Post-Binge Biology: What Happens To Your Body When You Overeat (and 8 Things To Do Afterward)

‘Tis the season for consumption.

Cookies, cakes, and pies abound. Feasts happen on a regular basis. Candy is given and received as gifts. And there are parties immeasurable—at work, with family, with friends—where calorie-dense, rewarding food is handed out, like, well, candy. The holiday season is a practice in overeating, and it can be very hard to avoid. You may not want to even avoid it; there’s something to be said for letting loose now and again on special occasions, especially when holiday cheer is in the air.

But what happens to your body when you overeat? And what can you do about it?

The type of overeating most people do across the holidays is high-sugar, high-fat, and relatively low protein. These are your cakes and cookies. Your brownies and fudge. Your pie for breakfast. This is the worst kind of overfeeding you can do. Research shows that just six days of high-sugar, high-fat, low-protein overfeeding rapidly increases fat deposition in the liver and muscle. Seven days of overfeeding reduces whole body insulin sensitivity, inhibits glucose clearance, and impairs endothelial function.

If you keep doing it, say, over the course of a month, bad things pile up. You get incredibly insulin resistant. Your liver fat increases. Your body weight and overall body fat increase. Your C-reactive protein increases, an indication of inflammation. A class of antioxidants called plasmalogens also increase, which means your body is fighting oxidative stress.

One problem with the studies is that you have to distinguish between quality and quantity; overfeeding with different foods elicits different effects. For instance, in the study that looked at overfeeding’s effect on lipid metabolism, the subjects overate by eating more cookies, potato chips, and cheesecake and drinking an oil-based liquid supplement. Overeating a bunch of that junk food is different than overeating steak.

In fact, research shows that overfeeding protein has little to no impact on fat or weight gain compared to carbohydrate or fat overfeeding.

Another factor to consider is individual variability. Some people are “obesity prone.” Others are “obesity resistant.” In one study, obesity prone and obesity resistant subjects had different responses to three days of overfeeding. The obesity prone people saw their fat oxidation rates drop during sleep; they burned less fat. The obesity resistant subjects saw their fat oxidation rates unchanged during sleep; they continued burning fat like normal.

So, when we talk about the effects of overeating, we have to keep in mind that the effects will  differ between individuals and vary if you’re eating a pound of roast lamb versus eating half a pie. But the general point still stands: Overeating can make you gain weight, gain liver weight, induce oxidative stress, cause insulin resistance, increase inflammation, and make you sicker, fatter, and more unwell the longer it goes on.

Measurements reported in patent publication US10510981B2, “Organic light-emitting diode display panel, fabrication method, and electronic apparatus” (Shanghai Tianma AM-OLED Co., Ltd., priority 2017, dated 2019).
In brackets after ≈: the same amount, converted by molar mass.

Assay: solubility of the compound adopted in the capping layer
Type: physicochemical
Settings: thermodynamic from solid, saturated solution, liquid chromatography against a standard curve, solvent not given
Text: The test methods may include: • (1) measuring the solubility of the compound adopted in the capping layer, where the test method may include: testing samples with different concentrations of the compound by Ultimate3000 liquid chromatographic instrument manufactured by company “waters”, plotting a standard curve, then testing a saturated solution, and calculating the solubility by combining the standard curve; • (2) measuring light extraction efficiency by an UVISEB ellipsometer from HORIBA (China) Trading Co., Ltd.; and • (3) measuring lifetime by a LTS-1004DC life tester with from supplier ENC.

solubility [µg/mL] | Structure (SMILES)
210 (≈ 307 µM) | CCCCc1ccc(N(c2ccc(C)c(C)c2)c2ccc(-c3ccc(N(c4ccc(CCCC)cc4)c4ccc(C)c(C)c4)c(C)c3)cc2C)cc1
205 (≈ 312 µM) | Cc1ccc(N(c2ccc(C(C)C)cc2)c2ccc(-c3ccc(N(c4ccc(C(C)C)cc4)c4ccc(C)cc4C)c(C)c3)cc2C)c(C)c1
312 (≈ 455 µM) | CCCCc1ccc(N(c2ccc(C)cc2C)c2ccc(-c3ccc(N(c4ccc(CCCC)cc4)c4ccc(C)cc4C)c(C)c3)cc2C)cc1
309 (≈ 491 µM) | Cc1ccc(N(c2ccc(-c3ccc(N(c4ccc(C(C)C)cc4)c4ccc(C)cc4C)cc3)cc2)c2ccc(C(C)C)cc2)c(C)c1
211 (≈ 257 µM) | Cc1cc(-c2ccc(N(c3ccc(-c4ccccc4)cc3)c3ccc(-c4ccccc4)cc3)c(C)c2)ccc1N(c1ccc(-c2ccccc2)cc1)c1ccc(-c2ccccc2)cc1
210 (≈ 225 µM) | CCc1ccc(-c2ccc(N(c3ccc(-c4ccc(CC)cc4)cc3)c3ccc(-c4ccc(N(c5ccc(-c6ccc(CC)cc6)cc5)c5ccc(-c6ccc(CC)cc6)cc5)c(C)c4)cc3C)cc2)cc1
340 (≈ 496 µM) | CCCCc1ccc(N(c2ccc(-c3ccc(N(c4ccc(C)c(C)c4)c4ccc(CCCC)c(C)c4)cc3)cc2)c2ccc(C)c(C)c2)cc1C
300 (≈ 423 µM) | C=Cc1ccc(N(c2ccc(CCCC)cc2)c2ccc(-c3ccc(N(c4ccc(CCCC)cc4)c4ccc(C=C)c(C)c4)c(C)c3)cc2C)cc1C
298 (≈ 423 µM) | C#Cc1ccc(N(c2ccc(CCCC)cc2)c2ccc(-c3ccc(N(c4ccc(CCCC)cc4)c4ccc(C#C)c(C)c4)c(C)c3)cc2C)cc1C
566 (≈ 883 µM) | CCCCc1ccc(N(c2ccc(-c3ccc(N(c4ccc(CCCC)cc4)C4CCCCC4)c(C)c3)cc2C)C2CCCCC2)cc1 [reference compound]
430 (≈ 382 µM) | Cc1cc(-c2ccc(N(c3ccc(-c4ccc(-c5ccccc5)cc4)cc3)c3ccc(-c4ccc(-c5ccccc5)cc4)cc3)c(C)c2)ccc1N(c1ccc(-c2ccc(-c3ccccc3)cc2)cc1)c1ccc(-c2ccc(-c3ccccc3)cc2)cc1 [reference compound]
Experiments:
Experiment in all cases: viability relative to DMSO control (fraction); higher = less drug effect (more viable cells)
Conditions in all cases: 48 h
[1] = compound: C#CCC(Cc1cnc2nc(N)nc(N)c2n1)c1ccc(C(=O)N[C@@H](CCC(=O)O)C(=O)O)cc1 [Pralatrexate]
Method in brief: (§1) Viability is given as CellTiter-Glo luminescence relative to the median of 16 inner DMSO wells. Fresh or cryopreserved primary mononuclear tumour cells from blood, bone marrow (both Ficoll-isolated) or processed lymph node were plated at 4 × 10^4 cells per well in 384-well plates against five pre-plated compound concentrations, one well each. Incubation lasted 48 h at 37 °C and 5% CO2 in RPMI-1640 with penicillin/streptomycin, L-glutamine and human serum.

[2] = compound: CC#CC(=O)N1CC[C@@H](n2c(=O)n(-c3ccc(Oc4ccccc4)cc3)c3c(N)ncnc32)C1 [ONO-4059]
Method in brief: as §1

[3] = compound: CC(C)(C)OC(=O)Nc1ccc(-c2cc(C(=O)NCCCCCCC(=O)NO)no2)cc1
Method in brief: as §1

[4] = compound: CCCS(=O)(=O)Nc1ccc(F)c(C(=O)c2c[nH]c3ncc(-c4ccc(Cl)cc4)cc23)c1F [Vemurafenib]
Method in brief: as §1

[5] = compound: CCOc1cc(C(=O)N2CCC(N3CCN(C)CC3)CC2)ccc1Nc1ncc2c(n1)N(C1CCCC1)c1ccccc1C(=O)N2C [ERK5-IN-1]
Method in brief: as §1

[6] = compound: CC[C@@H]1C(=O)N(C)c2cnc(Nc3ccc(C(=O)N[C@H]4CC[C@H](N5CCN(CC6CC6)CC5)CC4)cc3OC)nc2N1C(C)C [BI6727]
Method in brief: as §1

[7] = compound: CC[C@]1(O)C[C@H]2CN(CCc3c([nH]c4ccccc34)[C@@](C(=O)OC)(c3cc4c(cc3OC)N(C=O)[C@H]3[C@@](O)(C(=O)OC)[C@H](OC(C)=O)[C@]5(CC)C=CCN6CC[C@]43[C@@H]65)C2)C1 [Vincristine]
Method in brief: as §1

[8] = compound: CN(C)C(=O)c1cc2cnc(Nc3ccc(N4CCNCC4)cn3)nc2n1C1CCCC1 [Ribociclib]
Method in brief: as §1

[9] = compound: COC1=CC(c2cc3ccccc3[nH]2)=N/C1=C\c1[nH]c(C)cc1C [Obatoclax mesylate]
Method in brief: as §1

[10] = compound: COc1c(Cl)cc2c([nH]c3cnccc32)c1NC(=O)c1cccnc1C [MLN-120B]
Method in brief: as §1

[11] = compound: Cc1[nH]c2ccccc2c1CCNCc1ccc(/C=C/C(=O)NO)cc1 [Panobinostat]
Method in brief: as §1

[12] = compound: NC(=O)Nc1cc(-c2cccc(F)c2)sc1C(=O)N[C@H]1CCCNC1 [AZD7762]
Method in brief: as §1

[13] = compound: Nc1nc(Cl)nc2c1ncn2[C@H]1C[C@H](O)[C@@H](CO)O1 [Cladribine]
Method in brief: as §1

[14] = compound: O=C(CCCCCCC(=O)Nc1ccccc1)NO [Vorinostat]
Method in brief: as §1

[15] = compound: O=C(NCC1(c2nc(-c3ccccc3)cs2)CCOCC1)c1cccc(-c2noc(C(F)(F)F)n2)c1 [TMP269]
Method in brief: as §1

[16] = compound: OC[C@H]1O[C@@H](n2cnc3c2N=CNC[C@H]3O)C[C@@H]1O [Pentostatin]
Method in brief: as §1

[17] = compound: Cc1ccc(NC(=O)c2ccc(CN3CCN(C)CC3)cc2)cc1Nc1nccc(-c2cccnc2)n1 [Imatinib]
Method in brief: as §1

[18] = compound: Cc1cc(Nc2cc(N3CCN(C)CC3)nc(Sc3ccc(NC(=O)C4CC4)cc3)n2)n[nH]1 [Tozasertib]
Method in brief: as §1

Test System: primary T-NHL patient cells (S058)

But am I too late in saying this? Are you already dealing with the effects of excess? Here are 8 tips for scaling back and minimizing damage. 

1. Favor Protein

As explained above, overfeeding protein has more neutral metabolic and body composition effects than overfeeding fat and carbs. Some effects are even positive, like boosts to energy expenditure during the day and during sleep. Load up on the turkey, the lamb, the beef rib roast and keep portions of mashed potatoes, pumpkin pie, stuffing, candied chestnuts, and cookies more reasonable. One advantage of overeating protein is that eating less of the other stuff tends to happen inadvertently.

2. Eat Vinegar

Vinegar, whether it’s organic apple cider vinegar with the mother still swimming in it or standard white vinegar from a two gallon jug, improves glucose tolerance and keeps postprandial hyperglycemia and insulin tamped down. The trick is eating the vinegar (maybe a side salad before the big meal dressed with a vinegar-y dressing) 20-30 minutes before you overindulge.

This is most relevant for meals containing carbohydrate.

3. Exercise

No, exercising after overeating is not “binge behavior” or evidence of an “eating disorder” for most people. It’s simply physiological common sense. You consume a ton of calories, calories in excess of what your mitochondria can process and convert to energy. What makes more physiological sense—just sitting there, letting that extra energy circulate and eventually accumulate on your body, or creating an energy deficit so that the extra energy is utilized?

This isn’t about “calories,” per se. It’s about throwing a ton of energy toward your mitochondria and giving them a job to do—or letting them languish in disuse. It’s not about “weight gain,” necessarily. It’s about energy excess and the oxidative stress and inflammation that results. It’s about not being wasteful. If you introduce a ton of energy and then do nothing, you are wasting that potential.